As Piracy Recedes, Kenya Invites Cruise Ships Back
East Africa's biggest port of Mombasa will spend $1 million to build a new cruise ship terminal aimed at boosting tourism, port management said on Wednesday.
Piracy in the Gulf of Aden and the Indian Ocean struck a major dent into cruise tourism in the region, but the industry has rebounded since 2011, with enhanced naval patrols and deployment of armed guards on vessels.
"Before we used to receive 40 cruise vessels per year with 40,000 tourists," ports spokesman Hajj Masemo told Reuters, adding the number had dropped to near zero due to piracy.
"But the vessels are now coming back, and we need to encourage this to boost our tourism," he said.
The port had received 2,000 tourists on cruise ships this year, and that number is expected to reach 5,000 by end of the year, he said.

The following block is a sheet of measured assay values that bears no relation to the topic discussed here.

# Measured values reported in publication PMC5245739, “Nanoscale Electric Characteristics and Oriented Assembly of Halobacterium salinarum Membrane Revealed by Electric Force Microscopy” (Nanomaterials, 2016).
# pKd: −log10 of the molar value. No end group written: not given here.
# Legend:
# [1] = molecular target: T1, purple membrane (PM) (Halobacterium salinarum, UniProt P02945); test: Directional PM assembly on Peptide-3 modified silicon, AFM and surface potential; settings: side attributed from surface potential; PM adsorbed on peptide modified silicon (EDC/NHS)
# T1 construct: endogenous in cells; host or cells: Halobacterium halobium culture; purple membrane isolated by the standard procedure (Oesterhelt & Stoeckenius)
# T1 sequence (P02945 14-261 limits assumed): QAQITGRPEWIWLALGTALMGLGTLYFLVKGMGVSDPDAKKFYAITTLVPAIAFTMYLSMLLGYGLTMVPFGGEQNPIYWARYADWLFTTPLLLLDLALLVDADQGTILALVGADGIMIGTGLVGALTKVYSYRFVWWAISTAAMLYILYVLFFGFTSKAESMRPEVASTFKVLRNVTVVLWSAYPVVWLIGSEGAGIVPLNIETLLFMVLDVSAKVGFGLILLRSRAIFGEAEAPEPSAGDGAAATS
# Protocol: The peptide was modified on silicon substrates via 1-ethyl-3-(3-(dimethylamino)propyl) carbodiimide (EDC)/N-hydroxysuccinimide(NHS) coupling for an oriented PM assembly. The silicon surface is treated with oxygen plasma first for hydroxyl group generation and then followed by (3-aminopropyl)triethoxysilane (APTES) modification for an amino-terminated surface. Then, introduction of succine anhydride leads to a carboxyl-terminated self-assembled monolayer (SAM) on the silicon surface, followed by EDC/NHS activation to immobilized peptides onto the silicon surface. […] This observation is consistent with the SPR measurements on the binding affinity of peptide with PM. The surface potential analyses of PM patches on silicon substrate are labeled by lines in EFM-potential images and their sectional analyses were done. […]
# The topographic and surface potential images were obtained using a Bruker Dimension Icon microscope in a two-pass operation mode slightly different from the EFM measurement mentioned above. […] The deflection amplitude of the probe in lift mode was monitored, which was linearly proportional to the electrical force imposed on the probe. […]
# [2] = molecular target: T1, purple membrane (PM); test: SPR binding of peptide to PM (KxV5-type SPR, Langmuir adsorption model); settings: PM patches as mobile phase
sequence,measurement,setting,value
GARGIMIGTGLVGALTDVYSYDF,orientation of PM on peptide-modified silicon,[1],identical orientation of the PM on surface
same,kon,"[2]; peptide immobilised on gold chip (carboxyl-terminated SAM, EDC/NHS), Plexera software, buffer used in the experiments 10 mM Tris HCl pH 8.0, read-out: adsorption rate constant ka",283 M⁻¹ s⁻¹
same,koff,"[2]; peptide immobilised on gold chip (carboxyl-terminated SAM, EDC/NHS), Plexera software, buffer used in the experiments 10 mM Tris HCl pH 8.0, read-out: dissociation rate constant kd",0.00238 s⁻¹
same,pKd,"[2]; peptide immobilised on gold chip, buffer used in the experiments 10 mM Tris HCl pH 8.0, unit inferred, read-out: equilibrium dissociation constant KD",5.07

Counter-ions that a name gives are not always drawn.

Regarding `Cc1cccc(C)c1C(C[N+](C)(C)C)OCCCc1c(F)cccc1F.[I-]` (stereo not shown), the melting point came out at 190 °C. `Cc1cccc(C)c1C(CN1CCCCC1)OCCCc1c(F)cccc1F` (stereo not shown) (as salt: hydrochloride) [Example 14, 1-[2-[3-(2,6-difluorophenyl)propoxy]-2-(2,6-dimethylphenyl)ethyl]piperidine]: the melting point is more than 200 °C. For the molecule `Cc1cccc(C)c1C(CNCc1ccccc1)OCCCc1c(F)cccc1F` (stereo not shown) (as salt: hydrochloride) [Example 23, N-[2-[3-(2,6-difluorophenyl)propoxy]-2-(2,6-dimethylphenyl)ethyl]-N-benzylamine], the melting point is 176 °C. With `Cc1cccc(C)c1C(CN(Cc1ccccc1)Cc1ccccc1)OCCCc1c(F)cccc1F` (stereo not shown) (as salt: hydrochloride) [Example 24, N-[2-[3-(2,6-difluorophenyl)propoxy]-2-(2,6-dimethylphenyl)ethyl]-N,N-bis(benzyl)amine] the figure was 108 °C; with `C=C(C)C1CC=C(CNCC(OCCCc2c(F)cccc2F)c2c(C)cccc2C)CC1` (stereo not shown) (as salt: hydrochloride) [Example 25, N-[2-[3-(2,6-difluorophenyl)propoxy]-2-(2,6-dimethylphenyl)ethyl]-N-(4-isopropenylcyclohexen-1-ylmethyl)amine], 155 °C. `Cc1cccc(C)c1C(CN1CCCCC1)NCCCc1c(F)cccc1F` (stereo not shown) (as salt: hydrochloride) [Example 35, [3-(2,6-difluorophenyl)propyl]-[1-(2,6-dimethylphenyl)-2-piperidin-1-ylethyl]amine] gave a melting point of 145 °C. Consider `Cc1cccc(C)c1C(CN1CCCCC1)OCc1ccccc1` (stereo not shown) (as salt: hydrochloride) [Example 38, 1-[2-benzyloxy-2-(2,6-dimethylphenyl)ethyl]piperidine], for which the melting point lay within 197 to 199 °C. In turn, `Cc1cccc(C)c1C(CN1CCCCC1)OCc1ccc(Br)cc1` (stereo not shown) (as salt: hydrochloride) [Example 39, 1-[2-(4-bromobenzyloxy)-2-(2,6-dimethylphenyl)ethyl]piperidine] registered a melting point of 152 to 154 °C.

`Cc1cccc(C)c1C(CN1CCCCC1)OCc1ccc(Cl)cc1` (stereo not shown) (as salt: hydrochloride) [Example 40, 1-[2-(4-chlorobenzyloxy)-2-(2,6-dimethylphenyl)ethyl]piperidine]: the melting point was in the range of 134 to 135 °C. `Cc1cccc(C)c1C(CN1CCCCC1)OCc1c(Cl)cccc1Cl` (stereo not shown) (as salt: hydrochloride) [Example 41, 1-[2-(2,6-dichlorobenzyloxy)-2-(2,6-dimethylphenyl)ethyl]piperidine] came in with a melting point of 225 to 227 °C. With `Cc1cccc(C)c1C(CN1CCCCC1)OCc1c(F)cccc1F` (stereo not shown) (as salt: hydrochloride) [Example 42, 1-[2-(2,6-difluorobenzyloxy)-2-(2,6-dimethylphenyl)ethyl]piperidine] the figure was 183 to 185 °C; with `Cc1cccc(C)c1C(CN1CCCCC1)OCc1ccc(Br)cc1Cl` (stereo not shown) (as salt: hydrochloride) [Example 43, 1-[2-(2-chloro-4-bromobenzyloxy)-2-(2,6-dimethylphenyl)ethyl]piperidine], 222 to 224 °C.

Work on the new facility will begin next year and will take about a year to complete, he said.
The Kenya Association of Hotel Keepers and Caterers said it welcomed the project but said the government must also improve roads, ferries and the "cleanliness of the city" to attract more visitors.
Tourism is a massive source of revenue for Kenya, but it has been hit hard in recent years by a series of attacks by Islamist extremists from neighbouring Somalia, including a college campus assault that killed 147 people. (Editing by Edith Honan/JeremyGaunt)